Complementary and Alternative Medicine (CAM) is defined by the Cochrane collaboration as:" a broad domain of healing resources that encompasses all health system, modalities, and practices and their accompanying theories and beliefs, other than intrinsic to the politically dominant health systems of a particular society or culture in a given historical period" [4
]. However, the National Centre for Complementary and Alternative Medicine (NCCAM 2006) in America defines CAM as "a group of diverse medical and health care systems, practices and products that are not presently considered to be part of conventional medicine" [5
]. The definition given by Cochrane emphasises healing resources together with its beliefs and theories, while NCCAM talks about systems, practices and products outside conventional medicine. A more recent definition of CAM adapted by the Cochrane School of Complementary medicine is: " diagnosis, treatment and/or prevention which complements main stream medicine by contributing to a common whole, by satisfying a demand not met by orthodox methods or by diversifying the conceptual framework of medicine". Ernst and Cassileth favour this definition because it sees CAM as "complementary" to conventional medicine [1
]. The World Health Organisation (WHO) defines CAM as: "A comprehensive term used to refer to both traditional medical systems such as traditional Chinese medicine, Indian ayurverda, Arabic unani medicine, and to various forms of indigenous medicine" [6
The term Complementary and Alternative Medicine (CAM) is an umbrella term covering both 'complementary therapies' and 'alternative medicines'. Though the phrases are sometimes used synonymously, differences exist between the two. The phrase 'complementary therapy' is defined by cancerBacup as "treatments which are given alongside the conventional cancer treatments" [7
]. This means it is there to complement the main conventional therapies such as radiotherapy, surgery, hormone treatment and chemotherapy in the case of cancer patients. The phrase 'Alternative medicine' is described as "practices used instead of standard medical treatment" [8
]. However, the definition of "Alternative medicine" outlined by World Health Organisation (WHO) encompasses all forms of healthcare provision, which usually lie outside the official health sector. This definition makes no distinction between the terms "Alternative" and "Complementary". Therefore, in the case of cancer management, anything that falls outside radiotherapy, surgery, hormone therapy and chemotherapy could be considered as Alternative medicine. Because of the meaning attached to the phrase "Alternative therapy", most people prefer to use the term "complementary" instead, although the term is still used to differentiate natural medicine from modern medicine [9
]. Nonetheless, the term "Alternative medicine" is popular and much preferred in the United States, as most people still believe that it can sometimes replace conventional medicine in cases where conventional medicine has not lived to expectations [10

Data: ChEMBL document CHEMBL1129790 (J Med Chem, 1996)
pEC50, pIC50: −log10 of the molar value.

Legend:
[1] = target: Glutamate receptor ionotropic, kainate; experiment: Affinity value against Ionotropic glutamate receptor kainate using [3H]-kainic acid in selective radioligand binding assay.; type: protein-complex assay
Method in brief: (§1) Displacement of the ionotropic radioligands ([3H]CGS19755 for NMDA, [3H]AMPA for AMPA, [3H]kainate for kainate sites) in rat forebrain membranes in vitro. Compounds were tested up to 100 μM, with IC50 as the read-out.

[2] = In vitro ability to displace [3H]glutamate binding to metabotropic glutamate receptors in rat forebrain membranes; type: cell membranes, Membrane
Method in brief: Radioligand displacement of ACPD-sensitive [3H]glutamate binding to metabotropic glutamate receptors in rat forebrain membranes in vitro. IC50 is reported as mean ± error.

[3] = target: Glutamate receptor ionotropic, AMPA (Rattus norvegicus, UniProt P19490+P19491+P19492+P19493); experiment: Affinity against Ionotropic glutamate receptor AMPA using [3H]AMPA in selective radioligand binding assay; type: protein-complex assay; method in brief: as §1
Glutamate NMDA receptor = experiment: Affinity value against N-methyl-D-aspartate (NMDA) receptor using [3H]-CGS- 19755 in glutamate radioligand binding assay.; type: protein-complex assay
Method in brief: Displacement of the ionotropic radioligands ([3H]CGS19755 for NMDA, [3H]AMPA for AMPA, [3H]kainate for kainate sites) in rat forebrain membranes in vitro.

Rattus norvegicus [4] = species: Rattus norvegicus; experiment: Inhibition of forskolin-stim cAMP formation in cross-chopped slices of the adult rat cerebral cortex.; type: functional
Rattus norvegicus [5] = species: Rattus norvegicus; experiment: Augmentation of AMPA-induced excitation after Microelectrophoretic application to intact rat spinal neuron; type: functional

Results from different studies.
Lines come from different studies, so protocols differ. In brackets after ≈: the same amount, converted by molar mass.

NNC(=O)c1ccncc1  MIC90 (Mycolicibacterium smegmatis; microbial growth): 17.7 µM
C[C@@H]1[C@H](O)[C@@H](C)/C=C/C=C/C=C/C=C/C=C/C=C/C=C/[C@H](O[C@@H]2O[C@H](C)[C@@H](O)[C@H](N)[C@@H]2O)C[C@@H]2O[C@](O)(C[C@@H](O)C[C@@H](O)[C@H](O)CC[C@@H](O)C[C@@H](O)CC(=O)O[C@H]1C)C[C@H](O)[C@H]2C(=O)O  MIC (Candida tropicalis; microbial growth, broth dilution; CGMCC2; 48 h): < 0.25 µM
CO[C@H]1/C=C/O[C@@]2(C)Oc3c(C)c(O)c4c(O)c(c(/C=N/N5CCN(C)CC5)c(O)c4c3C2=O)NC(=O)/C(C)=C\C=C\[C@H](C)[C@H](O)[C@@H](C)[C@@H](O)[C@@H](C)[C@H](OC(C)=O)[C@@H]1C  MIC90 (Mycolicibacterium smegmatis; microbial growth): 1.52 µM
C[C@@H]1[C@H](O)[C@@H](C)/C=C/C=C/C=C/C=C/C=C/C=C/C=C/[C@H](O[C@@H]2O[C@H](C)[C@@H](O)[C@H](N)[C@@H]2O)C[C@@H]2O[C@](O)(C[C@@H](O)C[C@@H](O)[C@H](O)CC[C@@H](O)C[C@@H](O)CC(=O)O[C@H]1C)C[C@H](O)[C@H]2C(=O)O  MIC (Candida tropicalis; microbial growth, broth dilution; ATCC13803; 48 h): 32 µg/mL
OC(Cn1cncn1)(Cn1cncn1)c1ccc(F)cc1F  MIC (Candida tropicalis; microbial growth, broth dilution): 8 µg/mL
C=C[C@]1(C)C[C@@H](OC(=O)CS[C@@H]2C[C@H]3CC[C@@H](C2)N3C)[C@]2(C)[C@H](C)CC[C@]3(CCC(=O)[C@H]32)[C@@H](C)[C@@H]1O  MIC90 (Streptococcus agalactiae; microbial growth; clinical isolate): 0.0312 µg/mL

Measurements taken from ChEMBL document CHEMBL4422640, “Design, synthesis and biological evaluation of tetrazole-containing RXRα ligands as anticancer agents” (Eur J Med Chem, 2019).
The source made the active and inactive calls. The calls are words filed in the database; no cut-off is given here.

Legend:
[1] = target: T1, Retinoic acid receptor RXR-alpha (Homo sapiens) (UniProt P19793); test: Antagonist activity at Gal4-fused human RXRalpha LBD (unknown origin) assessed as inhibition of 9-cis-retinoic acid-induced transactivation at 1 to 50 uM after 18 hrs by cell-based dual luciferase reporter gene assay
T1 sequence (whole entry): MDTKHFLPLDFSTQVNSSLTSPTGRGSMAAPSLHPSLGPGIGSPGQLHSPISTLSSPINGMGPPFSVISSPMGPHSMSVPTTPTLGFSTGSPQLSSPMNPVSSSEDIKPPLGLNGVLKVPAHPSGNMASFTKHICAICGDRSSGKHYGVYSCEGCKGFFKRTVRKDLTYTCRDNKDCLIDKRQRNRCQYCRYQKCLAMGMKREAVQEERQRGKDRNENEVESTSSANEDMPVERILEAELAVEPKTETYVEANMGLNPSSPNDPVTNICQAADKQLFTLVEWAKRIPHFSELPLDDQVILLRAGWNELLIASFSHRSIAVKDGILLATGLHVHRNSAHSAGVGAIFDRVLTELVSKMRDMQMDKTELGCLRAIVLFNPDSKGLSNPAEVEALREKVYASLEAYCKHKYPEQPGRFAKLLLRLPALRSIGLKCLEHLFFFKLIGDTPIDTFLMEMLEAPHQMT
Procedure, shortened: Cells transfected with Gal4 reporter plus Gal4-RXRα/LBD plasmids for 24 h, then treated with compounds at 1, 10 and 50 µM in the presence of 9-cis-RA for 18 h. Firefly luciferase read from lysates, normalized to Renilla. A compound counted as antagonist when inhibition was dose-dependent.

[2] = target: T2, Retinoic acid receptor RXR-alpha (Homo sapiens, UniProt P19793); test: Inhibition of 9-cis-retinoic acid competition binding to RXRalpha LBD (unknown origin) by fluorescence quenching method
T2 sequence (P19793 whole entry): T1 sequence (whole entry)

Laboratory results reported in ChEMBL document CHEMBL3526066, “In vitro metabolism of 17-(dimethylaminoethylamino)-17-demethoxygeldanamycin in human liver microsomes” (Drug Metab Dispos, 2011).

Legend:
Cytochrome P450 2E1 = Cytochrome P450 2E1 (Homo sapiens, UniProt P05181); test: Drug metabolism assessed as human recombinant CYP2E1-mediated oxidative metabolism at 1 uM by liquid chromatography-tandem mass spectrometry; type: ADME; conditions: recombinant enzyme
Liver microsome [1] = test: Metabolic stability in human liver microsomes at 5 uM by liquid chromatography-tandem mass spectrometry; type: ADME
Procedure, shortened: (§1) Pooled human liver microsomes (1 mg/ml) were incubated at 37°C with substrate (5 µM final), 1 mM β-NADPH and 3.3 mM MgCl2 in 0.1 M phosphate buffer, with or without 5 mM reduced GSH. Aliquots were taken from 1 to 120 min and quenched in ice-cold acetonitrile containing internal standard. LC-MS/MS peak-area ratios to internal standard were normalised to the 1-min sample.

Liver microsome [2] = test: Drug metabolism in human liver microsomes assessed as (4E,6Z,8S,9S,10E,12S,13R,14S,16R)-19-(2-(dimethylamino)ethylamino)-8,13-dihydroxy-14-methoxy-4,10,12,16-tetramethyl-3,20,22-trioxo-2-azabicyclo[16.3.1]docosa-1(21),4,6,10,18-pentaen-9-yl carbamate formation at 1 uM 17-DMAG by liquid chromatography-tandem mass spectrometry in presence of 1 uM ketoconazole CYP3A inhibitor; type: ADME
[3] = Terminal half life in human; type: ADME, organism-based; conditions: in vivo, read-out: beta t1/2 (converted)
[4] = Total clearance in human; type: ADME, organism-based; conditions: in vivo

Defining what complementary and alternative medicine (CAM) is, has not been without difficulties. One such problem lies in the fact that there is no clear-cut definition of CAM. What is considered as complementary in the UK is in fact conventional in another country. For instance, Lewith explains that herbal medicine and acupuncture are practiced as Complementary therapy in UK and USA whereas they are considered as part of the main conventional medicine in China [11
According to CancerBacup, CAM can be divided into three different categories. These are psychological and self-help therapies, which help patients, deal with the emotional and psychological aspects of their illness like stress, anxiety and depression. Among these therapies are counselling, relaxation, healing, visualisation, meditation and art therapy and hypnotherapy. The second group of complementary therapies are considered as physical therapies. These therapies use the sense of touch as the main tool and among them are aromatherapy, acupuncture, massage, reflexology and shiatsu. The last group of complementary therapies are those classified as unconventional medicine or drugs, and includes Homeopathy, Herbal medicine, Essiac, and Bach flower remedies.
However, Montbriand in his study on the overview of complementary therapies chosen by cancer patients had a different grouping for complementary therapies, and described the three types of CAM as psychological, physical and spiritual [12
]. The psychological therapies involve some kind of distraction strategies to take the mind of patients off the illness with a positive attitude towards life and finally cure. The physical therapies include herbal tea treatment, injection of thyme enzyme for the enhancement of the immune system, diet alteration and megavitamins. Spiritual therapies involve prayer and healing, for example.
It has been argued that Complementary and Alternative Medicine emphasises the healing of both body and mind. According to Herzberg "While scientific medicine focuses on cures of diseases, complementary medicine is concerned with helping us to heal ourselves" [9
] Similarly Fulder, considers that complementary therapy emphasises the restoration of health rather than the removal of sickness [10
]. Tschudin, points out that attitude is one of the fundamental differences between complementary therapies and orthodox medicine [13
]. While orthodox or conventional medicine views symptoms as hostile and treats them accordingly, Tschudin considers that complementary therapies "use a symptom of illness which a person presents merely as a tool, guide or instructor, to discover more basic imbalances in the person's body, mind or spirit".